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Conversations on Race

Rochester Public Library, NY

Innovation Summary

The Rochester Public Library became engaged in the National Stand Against Racism Day in 2011, and grew that engagement into a broader discussion series called Conversations on Race. This discussion series responded to an expressed community need for deeper, meaningful discussions on racial inequality in the greater Rochester area.

Innovation Leader: Patricia Uttaro, Library Director, puttaro@libraryweb.org

Problem Statement

The question of race has been hotly debated in Rochester for many years. Civil unrest, rooted in race riots that occurred in the 1960s, continues to simmer as the city copes with an abysmal high school graduation rate, increasing poverty, and a declining population. Rochester’s population is 50% white and 50% other races, while surrounding suburban towns are predominantly white. Despite numerous efforts to begin and continue discussions on racial inequality, solutions have not been easy. The Rochester Public Library has long been known as “neutral ground” in the community – a “safe place” where all are welcome and respected regardless of race, ethnicity, income, religion, or gender. In 2011, RPL became involved with the National Stand Against Racism movement, and included a review of the book Witnessing Whiteness in a regular lunchtime book review program at the Central Library. The topic was so compelling that many people stayed after the program was finished to continue the discussion. The honest, frank, and sometimes unsettling conversation prompted those participants to express a desire for a continued conversation, and so Conversations on Race was born. More than 13 conversations have been held in city and suburban town libraries and, most recently, in three area colleges. Dialog has been open, uncomfortable, but very honest, with people of multiple races speaking with each other, many for the first time.

Innovation

In 2011 the Rochester Public Library became a participating site for National Stand Against Racism Day. That year, Jean Carroll, the President of the YWCA of Rochester, presented a program at the Central Library where she discussed Witnessing Whiteness: The Need to Talk About Race and How to Do It by Shelly Tochluk. At the conclusion of the program several audience members spoke together informally about the need to continue conversations on race in the Rochester area, an idea which was supported and encouraged by the library director. The committee to create and plan a series of Conversations on Race first met in August of 2011. The committee evolved to include a racially balanced group of individuals who were recognized as being stakeholders in an equitable and integrated community, and included representatives from the faith community, Metro Justice, Gandhi Institute, Center for Dispute Settlement, and the library. The committee recognized the opportunity created by two major exhibits scheduled to visit Rochester in 2013. RACE: Are We So Different? was scheduled to be hosted by the Rochester Museum & Science Center January 19-April 28, 2013 and Pride & Passion: The African American Baseball Experience would be at the Central Library of Rochester and Monroe County May 1 – June 14, 2013. Both would create increased opportunity to look at race in the Rochester community. The committee worked for a year to create a format that allowed participants to explore their experiences around race in a safe and supportive environment. Thirteen conversations have been held, all focusing on different aspects of race, and the program series has now been picked up by three Rochester area colleges.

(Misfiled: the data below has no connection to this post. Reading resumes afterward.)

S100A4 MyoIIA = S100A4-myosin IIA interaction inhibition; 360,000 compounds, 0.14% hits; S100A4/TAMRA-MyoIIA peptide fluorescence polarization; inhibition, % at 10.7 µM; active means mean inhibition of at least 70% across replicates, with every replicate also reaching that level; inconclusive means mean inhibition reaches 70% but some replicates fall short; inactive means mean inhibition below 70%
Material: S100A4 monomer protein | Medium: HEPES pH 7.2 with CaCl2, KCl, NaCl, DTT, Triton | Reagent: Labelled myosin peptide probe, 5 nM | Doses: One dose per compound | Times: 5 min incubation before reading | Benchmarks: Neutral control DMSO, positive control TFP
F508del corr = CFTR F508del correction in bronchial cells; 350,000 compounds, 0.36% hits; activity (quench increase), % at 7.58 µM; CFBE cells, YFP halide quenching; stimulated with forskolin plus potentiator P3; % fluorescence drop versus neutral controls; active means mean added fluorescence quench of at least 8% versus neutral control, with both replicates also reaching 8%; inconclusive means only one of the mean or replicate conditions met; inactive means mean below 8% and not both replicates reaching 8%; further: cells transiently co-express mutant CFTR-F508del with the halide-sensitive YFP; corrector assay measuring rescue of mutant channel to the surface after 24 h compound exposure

Progress

The response to Conversations on Race has been overwhelmingly positive. Originally planned for small venues where the expected attendance was 15-20 people, many of the later programs had to be moved to accommodate more people. Participants have pledged to speak out against racism wherever they see it. Since Conversations began, more people are speaking out against racial comments made on local websites, especially on the local newspaper website. The library’s profile has been lifted in the community, since many leaders are now publicly recognizing the role played by RPL in facilitating the conversations. Topics covered in the conversations have ranged from bi-racial marriages to slavery to incarceration, with whites and non-whites coming together to discuss these volatile issues. Meeting room use at our central library and in our branches is increasingly showing use by groups involved in the race discussion, further cementing the library’s role as facilitator of community discussions. Conversations on Race committee members trained docents for a local museum exhibit - Facing Race, Embracing Equality – held at the Rochester Museum & Science Center in 2013. Thousands of Rochester residents and visitors viewed this exhibit, which further contributed to the expanded conversations in the community and strengthening the relationship between the museum and the library.